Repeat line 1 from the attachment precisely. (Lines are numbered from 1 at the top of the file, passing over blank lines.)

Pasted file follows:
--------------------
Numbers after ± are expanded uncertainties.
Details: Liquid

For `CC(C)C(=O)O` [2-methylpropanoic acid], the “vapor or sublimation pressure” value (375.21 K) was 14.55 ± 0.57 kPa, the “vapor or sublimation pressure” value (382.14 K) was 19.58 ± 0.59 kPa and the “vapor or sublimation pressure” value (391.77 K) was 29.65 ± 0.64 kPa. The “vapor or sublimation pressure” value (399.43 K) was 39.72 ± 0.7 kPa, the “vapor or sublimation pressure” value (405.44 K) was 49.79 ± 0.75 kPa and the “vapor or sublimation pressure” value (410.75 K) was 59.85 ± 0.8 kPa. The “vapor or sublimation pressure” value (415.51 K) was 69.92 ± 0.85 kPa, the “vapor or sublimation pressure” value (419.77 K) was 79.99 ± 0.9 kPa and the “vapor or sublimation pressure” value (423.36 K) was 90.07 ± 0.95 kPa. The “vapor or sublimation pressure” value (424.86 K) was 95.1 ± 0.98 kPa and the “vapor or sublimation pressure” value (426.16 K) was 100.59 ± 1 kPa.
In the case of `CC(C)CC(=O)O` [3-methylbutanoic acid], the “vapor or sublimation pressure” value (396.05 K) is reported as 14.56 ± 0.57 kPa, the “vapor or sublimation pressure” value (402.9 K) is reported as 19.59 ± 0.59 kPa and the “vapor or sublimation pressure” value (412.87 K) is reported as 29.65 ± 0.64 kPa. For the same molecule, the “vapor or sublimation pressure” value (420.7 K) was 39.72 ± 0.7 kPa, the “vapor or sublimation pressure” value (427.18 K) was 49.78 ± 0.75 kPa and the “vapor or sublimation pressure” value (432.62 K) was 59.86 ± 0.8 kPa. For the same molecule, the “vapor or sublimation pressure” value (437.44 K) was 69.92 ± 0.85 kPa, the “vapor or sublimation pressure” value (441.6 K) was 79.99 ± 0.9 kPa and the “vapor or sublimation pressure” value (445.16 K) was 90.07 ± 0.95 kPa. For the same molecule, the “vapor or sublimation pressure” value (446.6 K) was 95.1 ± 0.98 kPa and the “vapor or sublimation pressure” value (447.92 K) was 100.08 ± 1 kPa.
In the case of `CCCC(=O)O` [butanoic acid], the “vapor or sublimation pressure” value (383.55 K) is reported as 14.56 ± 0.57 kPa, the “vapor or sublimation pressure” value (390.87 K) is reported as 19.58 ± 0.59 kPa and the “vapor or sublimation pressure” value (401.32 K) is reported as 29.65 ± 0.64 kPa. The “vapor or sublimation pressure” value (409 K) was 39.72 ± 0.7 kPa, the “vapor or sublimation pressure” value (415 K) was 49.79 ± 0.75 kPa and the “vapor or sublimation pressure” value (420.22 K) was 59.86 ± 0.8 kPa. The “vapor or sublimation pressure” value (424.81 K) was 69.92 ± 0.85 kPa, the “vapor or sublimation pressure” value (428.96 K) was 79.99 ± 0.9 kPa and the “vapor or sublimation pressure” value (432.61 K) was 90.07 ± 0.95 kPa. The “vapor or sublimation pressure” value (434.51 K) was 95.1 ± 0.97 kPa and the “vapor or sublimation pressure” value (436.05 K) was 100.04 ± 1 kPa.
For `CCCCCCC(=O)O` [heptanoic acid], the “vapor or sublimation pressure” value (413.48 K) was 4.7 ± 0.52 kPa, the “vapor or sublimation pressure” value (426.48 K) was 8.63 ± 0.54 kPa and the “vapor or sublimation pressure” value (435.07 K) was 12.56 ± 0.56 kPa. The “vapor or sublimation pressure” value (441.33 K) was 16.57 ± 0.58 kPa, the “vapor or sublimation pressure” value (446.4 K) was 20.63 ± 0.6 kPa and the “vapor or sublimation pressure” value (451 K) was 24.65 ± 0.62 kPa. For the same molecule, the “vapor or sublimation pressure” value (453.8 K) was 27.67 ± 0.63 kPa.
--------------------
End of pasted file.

Numbers after ± are expanded uncertainties.